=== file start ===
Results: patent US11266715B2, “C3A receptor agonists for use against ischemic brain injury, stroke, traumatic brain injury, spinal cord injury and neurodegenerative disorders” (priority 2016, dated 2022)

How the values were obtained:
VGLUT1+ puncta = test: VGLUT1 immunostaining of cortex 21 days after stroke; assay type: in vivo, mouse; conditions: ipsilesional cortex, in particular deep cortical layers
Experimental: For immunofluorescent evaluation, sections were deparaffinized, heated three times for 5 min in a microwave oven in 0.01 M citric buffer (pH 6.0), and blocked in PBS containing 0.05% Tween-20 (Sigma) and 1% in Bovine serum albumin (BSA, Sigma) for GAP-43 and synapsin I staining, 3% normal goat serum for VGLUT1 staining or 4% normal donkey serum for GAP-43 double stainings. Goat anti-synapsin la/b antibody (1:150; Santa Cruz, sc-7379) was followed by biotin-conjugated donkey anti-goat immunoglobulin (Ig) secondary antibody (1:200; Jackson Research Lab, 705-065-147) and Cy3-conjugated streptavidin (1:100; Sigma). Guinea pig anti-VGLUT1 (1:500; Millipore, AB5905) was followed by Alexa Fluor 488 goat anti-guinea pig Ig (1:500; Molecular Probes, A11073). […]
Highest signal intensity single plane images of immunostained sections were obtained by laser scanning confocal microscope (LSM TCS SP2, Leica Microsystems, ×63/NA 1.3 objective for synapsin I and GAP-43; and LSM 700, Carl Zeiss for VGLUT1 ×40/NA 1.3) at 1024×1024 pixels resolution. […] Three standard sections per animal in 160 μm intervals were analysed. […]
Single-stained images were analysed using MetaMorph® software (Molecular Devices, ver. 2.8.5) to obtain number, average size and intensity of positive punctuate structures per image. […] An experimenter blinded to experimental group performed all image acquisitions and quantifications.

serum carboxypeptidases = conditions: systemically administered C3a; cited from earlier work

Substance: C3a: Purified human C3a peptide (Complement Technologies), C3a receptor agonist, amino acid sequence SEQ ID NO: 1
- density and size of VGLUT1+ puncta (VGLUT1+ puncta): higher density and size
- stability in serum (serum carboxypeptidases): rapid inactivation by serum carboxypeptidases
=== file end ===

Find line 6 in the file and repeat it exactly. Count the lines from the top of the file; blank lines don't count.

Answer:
Single-stained images were analysed using MetaMorph® software (Molecular Devices, ver. 2.8.5) to obtain number, average size and intensity of positive punctuate structures per image. […] An experimenter blinded to experimental group performed all image acquisitions and quantifications.